USP6 gene rearrangements occur preferentially in giant cell reparative granulomas of the hands and feet but not in gnathic location
Bone Cysts, Aneurysmal
Granuloma, Giant Cell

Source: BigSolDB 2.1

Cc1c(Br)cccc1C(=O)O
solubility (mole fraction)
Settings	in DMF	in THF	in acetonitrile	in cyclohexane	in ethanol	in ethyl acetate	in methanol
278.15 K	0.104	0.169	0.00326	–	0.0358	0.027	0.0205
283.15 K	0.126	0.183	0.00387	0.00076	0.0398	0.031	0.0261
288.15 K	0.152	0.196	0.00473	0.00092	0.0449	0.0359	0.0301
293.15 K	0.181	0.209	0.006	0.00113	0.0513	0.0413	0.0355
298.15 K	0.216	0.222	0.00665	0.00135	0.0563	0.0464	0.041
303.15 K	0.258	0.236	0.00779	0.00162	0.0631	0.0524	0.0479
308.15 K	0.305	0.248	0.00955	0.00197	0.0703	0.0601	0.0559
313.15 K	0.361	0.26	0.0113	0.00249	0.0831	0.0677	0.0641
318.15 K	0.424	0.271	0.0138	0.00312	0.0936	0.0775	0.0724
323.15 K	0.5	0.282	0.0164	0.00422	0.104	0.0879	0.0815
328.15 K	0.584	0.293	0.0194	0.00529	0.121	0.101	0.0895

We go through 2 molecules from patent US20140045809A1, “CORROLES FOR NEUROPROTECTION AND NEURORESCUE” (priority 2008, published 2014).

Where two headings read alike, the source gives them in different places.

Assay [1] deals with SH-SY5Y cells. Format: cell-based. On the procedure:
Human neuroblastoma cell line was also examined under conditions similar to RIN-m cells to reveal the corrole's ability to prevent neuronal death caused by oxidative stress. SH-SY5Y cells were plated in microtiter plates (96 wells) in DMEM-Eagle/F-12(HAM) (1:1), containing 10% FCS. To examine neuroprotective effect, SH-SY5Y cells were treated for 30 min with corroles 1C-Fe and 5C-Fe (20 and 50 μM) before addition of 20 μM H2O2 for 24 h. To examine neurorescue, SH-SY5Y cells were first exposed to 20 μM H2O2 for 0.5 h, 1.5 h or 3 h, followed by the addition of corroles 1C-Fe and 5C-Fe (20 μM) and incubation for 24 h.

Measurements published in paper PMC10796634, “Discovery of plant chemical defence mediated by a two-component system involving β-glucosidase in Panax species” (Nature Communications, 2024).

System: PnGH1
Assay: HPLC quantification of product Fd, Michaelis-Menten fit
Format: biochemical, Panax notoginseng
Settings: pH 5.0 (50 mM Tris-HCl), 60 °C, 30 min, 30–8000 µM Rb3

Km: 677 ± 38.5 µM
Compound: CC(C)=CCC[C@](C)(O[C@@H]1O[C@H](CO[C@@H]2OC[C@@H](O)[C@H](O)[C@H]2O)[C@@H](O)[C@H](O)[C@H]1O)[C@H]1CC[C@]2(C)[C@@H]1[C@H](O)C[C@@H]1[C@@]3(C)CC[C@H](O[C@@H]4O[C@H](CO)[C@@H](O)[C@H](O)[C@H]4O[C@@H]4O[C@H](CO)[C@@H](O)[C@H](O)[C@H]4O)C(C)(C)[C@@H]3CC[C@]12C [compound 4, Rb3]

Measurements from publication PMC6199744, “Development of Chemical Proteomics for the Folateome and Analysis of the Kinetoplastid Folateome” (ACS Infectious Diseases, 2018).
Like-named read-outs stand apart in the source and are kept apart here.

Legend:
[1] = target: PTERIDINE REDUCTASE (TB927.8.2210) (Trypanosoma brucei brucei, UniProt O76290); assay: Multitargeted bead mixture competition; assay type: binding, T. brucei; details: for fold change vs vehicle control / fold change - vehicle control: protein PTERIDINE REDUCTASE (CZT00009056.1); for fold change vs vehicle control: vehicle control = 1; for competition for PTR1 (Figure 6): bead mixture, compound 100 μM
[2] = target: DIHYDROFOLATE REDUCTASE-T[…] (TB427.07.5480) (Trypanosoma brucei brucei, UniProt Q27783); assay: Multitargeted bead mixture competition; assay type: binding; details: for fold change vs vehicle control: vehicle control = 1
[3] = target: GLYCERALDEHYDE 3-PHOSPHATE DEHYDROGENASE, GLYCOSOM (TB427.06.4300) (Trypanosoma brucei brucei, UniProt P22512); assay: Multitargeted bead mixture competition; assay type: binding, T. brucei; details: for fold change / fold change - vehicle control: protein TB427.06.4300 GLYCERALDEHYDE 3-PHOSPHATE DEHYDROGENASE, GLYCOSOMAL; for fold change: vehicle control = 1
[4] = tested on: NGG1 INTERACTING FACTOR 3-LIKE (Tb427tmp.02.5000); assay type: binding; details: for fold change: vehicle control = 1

Giant cell reparative granulomas (GCRGs) are lytic lesions that occur predominantly in the gnathic bones and occasionally in the small bones of the hands and feet. They are morphologically indistinguishable from, and are regarded as synonymous with, solid variant of aneurysmal bone cysts (ABC) in extragnathic sites. Identification of USP6 gene rearrangements in primary ABC has made possible investigating potential pathogenetic relationships with other morphologic mimics. USP6 gene alterations in giant cell-rich lesions (GCRG/ABC) of small bones of the hands and feet have not been previously studied. We investigated USP6 gene alterations in a group of 9 giant cell-rich lesions of the hands and feet and compared the findings with morphologically similar lesions including 8 gnathic GCRGs, 22 primary ABCs, 8 giant cell tumors of bone, and 2 brown tumors of hyperparathyroidism. Overall, there were 49 samples from 48 patients including 26 females and 22 males. Of the 9 lesions of the hands and feet, 8 (89%) showed USP6 gene rearrangements, whereas no abnormalities were identified in the 8 gnathic GCRGs, 2 brown tumors, or 8 giant cell tumors of bone. Of the 22 primary ABCs, 13 (59%) showed USP6 gene rearrangements. In conclusion, most GCRGs of the hands and feet represent true ABCs and should be classified as such. The terminology of GCRG should be limited to lesions from gnathic location. Fluorescence in situ hybridization for USP6 break-apart is a useful ancillary tool in the diagnosis of primary ABCs and distinguishing them from GCRGs and other morphologically similar lesions.